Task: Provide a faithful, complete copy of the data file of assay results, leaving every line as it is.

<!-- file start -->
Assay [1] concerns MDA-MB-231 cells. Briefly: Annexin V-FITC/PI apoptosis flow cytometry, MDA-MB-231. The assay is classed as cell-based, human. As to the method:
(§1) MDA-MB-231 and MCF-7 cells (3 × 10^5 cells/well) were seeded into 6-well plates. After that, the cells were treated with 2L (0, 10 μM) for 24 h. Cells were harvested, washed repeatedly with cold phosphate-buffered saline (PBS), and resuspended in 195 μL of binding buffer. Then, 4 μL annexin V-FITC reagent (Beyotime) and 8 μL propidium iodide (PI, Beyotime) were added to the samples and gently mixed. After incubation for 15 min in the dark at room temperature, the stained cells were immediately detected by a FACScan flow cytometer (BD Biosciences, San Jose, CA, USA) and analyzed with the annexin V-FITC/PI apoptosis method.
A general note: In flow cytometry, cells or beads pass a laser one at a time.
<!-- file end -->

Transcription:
Assay [1] concerns MDA-MB-231 cells. Briefly: Annexin V-FITC/PI apoptosis flow cytometry, MDA-MB-231. The assay is classed as cell-based, human. As to the method:
(§1) MDA-MB-231 and MCF-7 cells (3 × 10^5 cells/well) were seeded into 6-well plates. After that, the cells were treated with 2L (0, 10 μM) for 24 h. Cells were harvested, washed repeatedly with cold phosphate-buffered saline (PBS), and resuspended in 195 μL of binding buffer. Then, 4 μL annexin V-FITC reagent (Beyotime) and 8 μL propidium iodide (PI, Beyotime) were added to the samples and gently mixed. After incubation for 15 min in the dark at room temperature, the stained cells were immediately detected by a FACScan flow cytometer (BD Biosciences, San Jose, CA, USA) and analyzed with the annexin V-FITC/PI apoptosis method.
A general note: In flow cytometry, cells or beads pass a laser one at a time.